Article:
House Bill 327 (Sponsors: Rep. Oberle) -- This bill would exempt the Food Bank of Delaware from paying tipping fees for the disposal of excess donated food at the state’s landfills. Status: Pending action in the House Natural Resources & Environmental Management Committee.

Action on Bills*

Senate Bill 192 and 193 (Sponsors: Sen. Adams & Rep. Ewing) – These two bills would change the Bridgeville charter to permit the town commissioners to accept grants or loans from federal, state, or interstate agencies; to issue bonds for such debt without public sale; and to pledge tax revenues for the payment of the debt without affecting the limitation on borrowing.  The proceeds of such loans may be used only for the purposes set out in Section 29, including erection, extension, enlargement or repair of infrastructure.  Additionally, the $200,000 limit on the revenue raised by property taxes would be eliminated to avoid the inadvertent violation of the limitation when annexations occur and additional assessable property is added to the municipal tax rolls.  Status: Passed the House and Senate.  Pending the governor's signature.

Senate Bill 156 (Sponsors: Sen. Henry) -- This bill would have enabled the Division of Motor Vehicles to renew a driver's license, identification card or duplicate documents by mail or Internet.  The bill was soundly defeated by a vote of 6 "yes" and 31 "no".  Some House members had expressed concern that without the need for a personal appearance, a driver's license could be reissued to someone not fit to operate a motor vehicle.  Status:  Defeated.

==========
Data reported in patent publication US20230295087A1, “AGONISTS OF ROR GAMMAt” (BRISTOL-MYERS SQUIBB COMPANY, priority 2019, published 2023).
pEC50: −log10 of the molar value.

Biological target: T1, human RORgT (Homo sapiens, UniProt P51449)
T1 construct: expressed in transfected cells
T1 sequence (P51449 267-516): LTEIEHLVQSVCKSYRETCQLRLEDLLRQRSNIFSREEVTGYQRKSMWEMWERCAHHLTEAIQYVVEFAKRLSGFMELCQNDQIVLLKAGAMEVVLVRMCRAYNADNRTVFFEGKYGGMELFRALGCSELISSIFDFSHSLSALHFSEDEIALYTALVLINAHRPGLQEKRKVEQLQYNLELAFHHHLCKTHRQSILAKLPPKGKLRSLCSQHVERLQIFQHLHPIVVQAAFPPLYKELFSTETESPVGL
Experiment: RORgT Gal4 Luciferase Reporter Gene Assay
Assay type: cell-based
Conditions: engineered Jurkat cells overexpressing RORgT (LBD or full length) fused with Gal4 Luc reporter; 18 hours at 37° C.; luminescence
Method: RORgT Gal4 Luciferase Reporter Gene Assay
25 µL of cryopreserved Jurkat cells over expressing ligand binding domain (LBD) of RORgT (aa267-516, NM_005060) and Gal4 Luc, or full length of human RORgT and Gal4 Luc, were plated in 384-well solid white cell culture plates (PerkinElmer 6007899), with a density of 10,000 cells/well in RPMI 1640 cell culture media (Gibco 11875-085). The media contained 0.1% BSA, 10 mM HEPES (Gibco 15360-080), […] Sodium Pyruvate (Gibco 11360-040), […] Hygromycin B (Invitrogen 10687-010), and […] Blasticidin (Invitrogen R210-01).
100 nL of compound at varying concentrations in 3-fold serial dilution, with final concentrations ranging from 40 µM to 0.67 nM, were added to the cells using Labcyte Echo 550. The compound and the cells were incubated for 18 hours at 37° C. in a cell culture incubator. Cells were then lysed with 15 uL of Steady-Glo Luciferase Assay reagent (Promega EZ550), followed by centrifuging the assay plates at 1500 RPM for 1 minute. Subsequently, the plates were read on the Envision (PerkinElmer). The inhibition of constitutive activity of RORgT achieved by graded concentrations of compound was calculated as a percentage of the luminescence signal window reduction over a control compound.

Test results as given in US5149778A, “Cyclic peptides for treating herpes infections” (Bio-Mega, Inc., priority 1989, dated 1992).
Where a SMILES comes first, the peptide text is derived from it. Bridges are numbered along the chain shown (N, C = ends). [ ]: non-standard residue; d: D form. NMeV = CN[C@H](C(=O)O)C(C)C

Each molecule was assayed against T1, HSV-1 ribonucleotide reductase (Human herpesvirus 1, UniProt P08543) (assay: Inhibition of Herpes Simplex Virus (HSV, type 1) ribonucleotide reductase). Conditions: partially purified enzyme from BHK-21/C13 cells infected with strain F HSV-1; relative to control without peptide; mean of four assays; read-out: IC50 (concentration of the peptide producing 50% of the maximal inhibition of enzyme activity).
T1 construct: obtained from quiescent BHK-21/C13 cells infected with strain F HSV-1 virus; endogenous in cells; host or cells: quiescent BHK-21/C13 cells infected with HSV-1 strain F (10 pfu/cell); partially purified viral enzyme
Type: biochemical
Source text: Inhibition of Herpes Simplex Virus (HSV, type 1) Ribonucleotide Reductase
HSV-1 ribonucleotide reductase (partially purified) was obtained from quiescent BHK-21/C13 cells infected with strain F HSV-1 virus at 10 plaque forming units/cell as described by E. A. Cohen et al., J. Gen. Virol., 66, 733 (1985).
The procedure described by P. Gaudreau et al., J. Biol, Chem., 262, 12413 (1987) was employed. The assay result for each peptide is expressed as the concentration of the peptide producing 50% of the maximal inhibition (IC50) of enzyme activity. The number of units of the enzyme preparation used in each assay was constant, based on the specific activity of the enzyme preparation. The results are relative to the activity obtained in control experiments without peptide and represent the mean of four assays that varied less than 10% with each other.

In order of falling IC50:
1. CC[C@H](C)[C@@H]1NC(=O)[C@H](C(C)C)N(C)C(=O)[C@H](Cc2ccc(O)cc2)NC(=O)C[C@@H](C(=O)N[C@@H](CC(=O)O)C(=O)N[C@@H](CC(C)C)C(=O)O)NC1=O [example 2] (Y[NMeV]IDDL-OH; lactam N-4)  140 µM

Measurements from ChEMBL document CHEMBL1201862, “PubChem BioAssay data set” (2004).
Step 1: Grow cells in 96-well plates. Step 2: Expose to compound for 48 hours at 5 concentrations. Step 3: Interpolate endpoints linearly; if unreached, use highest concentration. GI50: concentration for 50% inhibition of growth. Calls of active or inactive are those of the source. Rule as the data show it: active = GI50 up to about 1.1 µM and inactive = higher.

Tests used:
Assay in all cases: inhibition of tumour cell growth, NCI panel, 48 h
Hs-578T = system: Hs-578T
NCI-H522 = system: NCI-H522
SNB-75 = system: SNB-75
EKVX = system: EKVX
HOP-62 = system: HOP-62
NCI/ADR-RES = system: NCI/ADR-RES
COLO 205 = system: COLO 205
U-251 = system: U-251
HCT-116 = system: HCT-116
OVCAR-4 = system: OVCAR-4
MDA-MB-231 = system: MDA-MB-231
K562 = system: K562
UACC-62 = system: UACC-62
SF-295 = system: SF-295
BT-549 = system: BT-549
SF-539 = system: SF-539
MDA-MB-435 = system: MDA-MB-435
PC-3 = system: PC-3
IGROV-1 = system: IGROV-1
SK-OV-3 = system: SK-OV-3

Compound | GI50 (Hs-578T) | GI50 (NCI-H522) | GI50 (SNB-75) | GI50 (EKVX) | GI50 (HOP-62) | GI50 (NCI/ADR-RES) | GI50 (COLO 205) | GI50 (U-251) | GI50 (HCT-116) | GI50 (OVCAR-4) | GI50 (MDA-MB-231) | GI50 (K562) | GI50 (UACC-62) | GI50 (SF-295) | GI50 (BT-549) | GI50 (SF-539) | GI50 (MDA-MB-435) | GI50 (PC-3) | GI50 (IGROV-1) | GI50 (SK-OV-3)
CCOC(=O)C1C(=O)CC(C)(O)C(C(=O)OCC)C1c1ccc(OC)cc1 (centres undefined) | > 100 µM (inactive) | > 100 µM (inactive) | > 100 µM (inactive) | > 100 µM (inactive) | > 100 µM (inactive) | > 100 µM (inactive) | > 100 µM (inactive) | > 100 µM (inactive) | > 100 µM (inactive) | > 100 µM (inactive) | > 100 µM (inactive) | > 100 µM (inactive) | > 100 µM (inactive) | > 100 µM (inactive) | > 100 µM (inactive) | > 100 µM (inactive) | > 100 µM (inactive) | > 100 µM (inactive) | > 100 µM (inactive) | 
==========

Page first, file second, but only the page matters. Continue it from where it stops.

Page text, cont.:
Senate Bill 194 (Sponsors: Sen. Simpson & Rep. Booth) -- This change to the City of Lewes charter is intended to modify and modernize the provisions for long-term borrowing and bond funding as well as to clarify the voter qualifications for the required public referendum.  Status: Passed the House and Senate.  Pending the governor’s signature.

House Bill 20 (Sponsor: Reps. Ewing & Cathcart ) -- This bill would allow a former prisoner-of-war or Purple Heart recipient, displaying a special prisoner-of-war or Purple Heart license plate, to park free of charge in state, county or municipal metered parking spaces or public parking facilities. This provision would only apply when the former POW or Purple Heart recipient was operating or occupying the vehicle to which the special license plate is assigned.  The bill also calls for the Department of Public Safety to request the return of these special license plates upon the death of the tag holders.  There are currently 61 POW and 302 Purple Heart license plates issued by the Division of Motor Vehicles.  Status: Released from the House Public Safety Committee.  Ready for action by the full House.

* Partial list, only includes action on selected bills.